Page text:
Mail processing center will close in two phases

Thursday, July 25, 2013
Ceneca Woods mails a letter Monday, Dec. 5, 2011 outside the Richard G. Wilson Processing and Distribution Facility on Kell Farm Drive in Cape Girardeau. (Fred Lynch)

The movement of some operations from the Richard G. Wilson Processing and Distribution Facility in Cape Girardeau to a larger facility in St. Louis soon will begin, but the local facility has until later this year before it closes its doors completely.

U.S. Postal Service regional spokesman Richard Watkins in March said the Cape Girardeau facility was one of about 55 sites slated to close this year. For now, he said the facility is operating on a tentative timeline until St. Louis is prepared to take on all the mail coming from Southeast Missouri.

"There are a lot of moving parts, which is why we hesitate to put a fixed date on these things," he said. "When I say 'moving parts,' I mean transportation, dispatch times and collection times. ... It's easy to forget that one process impacts a lot of operations."

Watkins said originating mail operations, which is the mail collected in the Southeast Missouri area, will be moved to St. Louis later this summer. Destinating mail operations, mail from other parts of the country delivered to the area, will remain in Cape Girardeau, he said, and there is no timetable on when these operations will be moved.

In June, changes for mail collection box pickup times were posted in the area and on the 32 collection boxes in Cape Girardeau. Watkins said the pickup times will vary, based on the location of the collection box, but the latest time will be 4 p.m., at the processing facility.

Greg Davidson, president of the American Postal Workers Union Local 4088, works at the local facility. He said Saturday was the target date for many changes, but it was difficult to tell if things were "still on track."

" ... It really depends on when St. Louis is ready to take our mail," he said. "They could pull the trigger and say 'let's go,' or they could say 'no, we're not ready.' It's all up to them."

Davidson said there was some concern that moving all local operations to St. Louis would be difficult for the facility to handle. It already has consolidated with facilities in Carbondale, Ill., and Centralia, Ill.

"Before that, they were having a really tough time with their own mail and now they're trying to process mail from all these other areas," Davidson said.

Watkins said the move is a complex process, which is why the Postal Service is hesitant to make any official deadlines.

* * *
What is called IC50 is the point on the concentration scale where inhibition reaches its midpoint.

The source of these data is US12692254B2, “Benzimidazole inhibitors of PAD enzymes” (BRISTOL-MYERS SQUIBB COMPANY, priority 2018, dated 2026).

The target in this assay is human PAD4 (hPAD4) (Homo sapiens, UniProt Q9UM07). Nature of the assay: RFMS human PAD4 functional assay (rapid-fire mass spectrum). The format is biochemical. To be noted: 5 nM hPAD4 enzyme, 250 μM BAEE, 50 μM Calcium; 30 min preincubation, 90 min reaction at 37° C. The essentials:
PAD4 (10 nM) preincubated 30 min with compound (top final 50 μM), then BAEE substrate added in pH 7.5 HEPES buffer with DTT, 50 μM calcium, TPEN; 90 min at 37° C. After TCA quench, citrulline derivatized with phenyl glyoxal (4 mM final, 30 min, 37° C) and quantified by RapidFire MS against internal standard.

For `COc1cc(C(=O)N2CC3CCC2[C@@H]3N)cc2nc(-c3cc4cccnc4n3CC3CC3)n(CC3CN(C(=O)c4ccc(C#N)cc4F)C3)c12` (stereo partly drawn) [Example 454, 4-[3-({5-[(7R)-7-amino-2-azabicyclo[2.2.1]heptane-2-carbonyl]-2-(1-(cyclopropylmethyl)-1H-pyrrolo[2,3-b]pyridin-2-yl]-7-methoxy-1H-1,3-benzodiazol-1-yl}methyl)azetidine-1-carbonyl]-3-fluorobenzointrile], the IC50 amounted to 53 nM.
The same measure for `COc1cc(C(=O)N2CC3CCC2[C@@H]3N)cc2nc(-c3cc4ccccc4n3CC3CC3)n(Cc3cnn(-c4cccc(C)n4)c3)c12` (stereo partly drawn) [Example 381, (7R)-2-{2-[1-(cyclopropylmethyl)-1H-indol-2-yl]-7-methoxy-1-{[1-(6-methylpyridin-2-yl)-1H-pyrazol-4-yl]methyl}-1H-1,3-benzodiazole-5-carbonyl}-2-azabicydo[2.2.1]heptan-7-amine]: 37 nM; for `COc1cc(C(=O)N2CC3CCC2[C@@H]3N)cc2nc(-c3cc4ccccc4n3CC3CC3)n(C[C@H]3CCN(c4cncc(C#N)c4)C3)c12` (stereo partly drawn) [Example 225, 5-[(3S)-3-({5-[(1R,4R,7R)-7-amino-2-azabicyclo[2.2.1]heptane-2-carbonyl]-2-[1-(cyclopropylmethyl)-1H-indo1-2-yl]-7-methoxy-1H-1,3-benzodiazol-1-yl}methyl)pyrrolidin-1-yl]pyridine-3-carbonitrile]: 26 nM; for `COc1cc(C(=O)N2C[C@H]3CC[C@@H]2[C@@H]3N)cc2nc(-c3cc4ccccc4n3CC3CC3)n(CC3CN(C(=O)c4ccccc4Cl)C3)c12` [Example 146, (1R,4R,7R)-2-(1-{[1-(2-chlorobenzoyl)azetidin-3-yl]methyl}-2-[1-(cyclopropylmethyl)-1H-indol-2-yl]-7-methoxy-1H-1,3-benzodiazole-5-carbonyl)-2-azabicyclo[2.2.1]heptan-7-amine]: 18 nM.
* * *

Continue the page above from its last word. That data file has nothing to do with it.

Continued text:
"St. Louis is a large mail-processing center," he said. "Of course, we've made accommodations to handle the additional workload, but we want to make sure everything is running as it should to get the turnaround for one-day deliveries."

Davidson said Sunday mail already is being processed in St. Louis and he and other local facility workers already have noticed some delays. Another concern among Davidson and his colleagues is job security, as operations continue to be moved out of Cape Girardeau. The facility employs about 100 people. Watkins said the move will result in no layoffs, just a few changes in responsibilities for some employees.

"We will find landing spots for our employees," he said. "Some may be moved to the processing center in St. Louis or remain in the area, just with different responsibilities or working different days or different shifts."

Watkins also said the Postal Service plans to work with union groups as changes are being made.

For those willing to make the hour-and-a-half commute to St. Louis, Watkins said he believes more jobs will open up there as the facility takes on more mail from Southeast Missouri. Those who are more comfortable remaining local would likely be given jobs in new positions.

"Those that want to stay in the area may be moved to letter carriers," he said. "There is a need there because the network for our letter carriers continues to expand, even as mail volume declines."

Watkins said the Cape Girardeau facility is scheduled to close later this year, but no exact date has been set.

The changing collection times and consolidating facilities are part of ongoing efforts by the Postal Service to cut costs after the passing of a 2006 law, which requires the Postal Service to pay about $5.5 billion a year into future retiree health benefits.


Pertinent address:

475 Kell Farm Drive, Cape Girardeau, Mo.

Map of pertinent addresses

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